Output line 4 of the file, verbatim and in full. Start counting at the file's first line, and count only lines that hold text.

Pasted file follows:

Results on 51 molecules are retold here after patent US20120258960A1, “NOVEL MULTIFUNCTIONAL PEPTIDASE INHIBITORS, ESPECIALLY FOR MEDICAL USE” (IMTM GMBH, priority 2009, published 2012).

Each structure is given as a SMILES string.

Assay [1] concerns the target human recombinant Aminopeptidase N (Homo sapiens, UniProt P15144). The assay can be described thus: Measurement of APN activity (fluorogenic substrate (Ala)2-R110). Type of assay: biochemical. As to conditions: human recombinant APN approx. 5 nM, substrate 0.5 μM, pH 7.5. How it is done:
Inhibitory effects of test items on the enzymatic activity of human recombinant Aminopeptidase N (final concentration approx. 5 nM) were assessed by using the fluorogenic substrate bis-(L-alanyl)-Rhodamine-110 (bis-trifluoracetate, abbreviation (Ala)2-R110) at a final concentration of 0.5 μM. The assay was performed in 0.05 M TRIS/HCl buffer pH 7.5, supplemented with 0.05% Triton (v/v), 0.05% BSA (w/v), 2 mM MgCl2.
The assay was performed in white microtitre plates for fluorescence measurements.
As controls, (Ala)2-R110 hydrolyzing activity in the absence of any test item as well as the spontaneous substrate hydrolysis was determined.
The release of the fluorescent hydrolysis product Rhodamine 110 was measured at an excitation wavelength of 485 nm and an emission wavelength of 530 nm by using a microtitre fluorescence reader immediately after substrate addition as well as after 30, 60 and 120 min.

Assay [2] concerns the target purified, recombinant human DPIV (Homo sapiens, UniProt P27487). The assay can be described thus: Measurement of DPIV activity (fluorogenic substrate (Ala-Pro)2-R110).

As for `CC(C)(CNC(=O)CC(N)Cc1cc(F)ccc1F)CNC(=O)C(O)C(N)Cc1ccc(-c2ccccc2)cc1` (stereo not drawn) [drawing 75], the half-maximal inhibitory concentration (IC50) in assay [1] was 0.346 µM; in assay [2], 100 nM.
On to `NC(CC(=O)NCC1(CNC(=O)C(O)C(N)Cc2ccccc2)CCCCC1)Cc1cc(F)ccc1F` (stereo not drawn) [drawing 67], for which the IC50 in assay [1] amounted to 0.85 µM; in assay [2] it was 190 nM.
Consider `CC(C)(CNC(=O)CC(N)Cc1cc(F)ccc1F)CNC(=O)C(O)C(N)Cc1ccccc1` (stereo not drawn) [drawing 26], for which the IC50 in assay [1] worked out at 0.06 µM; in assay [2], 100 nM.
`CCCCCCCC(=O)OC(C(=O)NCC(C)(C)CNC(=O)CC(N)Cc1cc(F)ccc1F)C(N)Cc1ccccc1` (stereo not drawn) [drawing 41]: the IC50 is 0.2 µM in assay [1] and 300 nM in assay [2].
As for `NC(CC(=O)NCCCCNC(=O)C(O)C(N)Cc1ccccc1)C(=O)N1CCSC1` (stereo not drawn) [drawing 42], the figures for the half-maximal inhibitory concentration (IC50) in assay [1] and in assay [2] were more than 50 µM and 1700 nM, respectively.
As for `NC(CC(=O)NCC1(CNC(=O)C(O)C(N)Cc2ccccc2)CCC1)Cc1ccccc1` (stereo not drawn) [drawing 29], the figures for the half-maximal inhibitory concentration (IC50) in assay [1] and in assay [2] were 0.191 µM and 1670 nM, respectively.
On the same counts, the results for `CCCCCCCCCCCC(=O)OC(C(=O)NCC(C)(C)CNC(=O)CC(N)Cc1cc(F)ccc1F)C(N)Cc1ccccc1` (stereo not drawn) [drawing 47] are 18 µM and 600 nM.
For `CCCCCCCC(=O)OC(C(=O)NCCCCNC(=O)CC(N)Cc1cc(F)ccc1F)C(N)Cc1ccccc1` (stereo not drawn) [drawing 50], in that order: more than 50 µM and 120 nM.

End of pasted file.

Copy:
Inhibitory effects of test items on the enzymatic activity of human recombinant Aminopeptidase N (final concentration approx. 5 nM) were assessed by using the fluorogenic substrate bis-(L-alanyl)-Rhodamine-110 (bis-trifluoracetate, abbreviation (Ala)2-R110) at a final concentration of 0.5 μM. The assay was performed in 0.05 M TRIS/HCl buffer pH 7.5, supplemented with 0.05% Triton (v/v), 0.05% BSA (w/v), 2 mM MgCl2.